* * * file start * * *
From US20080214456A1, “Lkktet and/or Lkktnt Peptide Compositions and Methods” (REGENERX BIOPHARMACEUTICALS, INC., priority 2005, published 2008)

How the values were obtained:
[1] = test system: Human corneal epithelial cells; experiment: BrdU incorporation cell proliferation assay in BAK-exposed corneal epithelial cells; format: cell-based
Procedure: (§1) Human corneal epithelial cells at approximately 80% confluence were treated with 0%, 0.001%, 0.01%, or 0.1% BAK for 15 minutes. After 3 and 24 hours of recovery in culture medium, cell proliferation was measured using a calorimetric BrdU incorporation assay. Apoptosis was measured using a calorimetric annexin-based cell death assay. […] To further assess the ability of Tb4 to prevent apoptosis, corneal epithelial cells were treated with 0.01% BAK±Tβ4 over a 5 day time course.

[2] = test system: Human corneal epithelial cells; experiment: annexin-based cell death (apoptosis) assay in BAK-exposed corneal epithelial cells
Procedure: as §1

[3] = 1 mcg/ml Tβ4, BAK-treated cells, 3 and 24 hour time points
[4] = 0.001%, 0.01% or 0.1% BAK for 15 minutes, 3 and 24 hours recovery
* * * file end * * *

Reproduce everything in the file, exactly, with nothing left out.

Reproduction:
From US20080214456A1, “Lkktet and/or Lkktnt Peptide Compositions and Methods” (REGENERX BIOPHARMACEUTICALS, INC., priority 2005, published 2008)

How the values were obtained:
[1] = test system: Human corneal epithelial cells; experiment: BrdU incorporation cell proliferation assay in BAK-exposed corneal epithelial cells; format: cell-based
Procedure: (§1) Human corneal epithelial cells at approximately 80% confluence were treated with 0%, 0.001%, 0.01%, or 0.1% BAK for 15 minutes. After 3 and 24 hours of recovery in culture medium, cell proliferation was measured using a calorimetric BrdU incorporation assay. Apoptosis was measured using a calorimetric annexin-based cell death assay. […] To further assess the ability of Tb4 to prevent apoptosis, corneal epithelial cells were treated with 0.01% BAK±Tβ4 over a 5 day time course.

[2] = test system: Human corneal epithelial cells; experiment: annexin-based cell death (apoptosis) assay in BAK-exposed corneal epithelial cells
Procedure: as §1

[3] = 1 mcg/ml Tβ4, BAK-treated cells, 3 and 24 hour time points
[4] = 0.001%, 0.01% or 0.1% BAK for 15 minutes, 3 and 24 hours recovery